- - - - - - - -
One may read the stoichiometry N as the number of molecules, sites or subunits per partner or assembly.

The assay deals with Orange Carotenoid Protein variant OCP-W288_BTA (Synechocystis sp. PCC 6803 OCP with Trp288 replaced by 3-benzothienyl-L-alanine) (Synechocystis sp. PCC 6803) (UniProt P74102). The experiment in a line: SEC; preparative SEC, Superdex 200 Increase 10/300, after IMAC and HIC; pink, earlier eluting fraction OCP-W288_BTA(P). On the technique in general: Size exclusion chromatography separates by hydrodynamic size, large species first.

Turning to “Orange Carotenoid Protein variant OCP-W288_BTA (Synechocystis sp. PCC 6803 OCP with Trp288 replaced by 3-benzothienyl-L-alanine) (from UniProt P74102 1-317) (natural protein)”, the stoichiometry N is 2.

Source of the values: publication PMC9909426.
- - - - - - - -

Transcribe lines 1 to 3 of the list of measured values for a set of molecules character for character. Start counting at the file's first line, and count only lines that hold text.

One may read the stoichiometry N as the number of molecules, sites or subunits per partner or assembly.

The assay deals with Orange Carotenoid Protein variant OCP-W288_BTA (Synechocystis sp. PCC 6803 OCP with Trp288 replaced by 3-benzothienyl-L-alanine) (Synechocystis sp. PCC 6803) (UniProt P74102). The experiment in a line: SEC; preparative SEC, Superdex 200 Increase 10/300, after IMAC and HIC; pink, earlier eluting fraction OCP-W288_BTA(P). On the technique in general: Size exclusion chromatography separates by hydrodynamic size, large species first.

Turning to “Orange Carotenoid Protein variant OCP-W288_BTA (Synechocystis sp. PCC 6803 OCP with Trp288 replaced by 3-benzothienyl-L-alanine) (from UniProt P74102 1-317) (natural protein)”, the stoichiometry N is 2.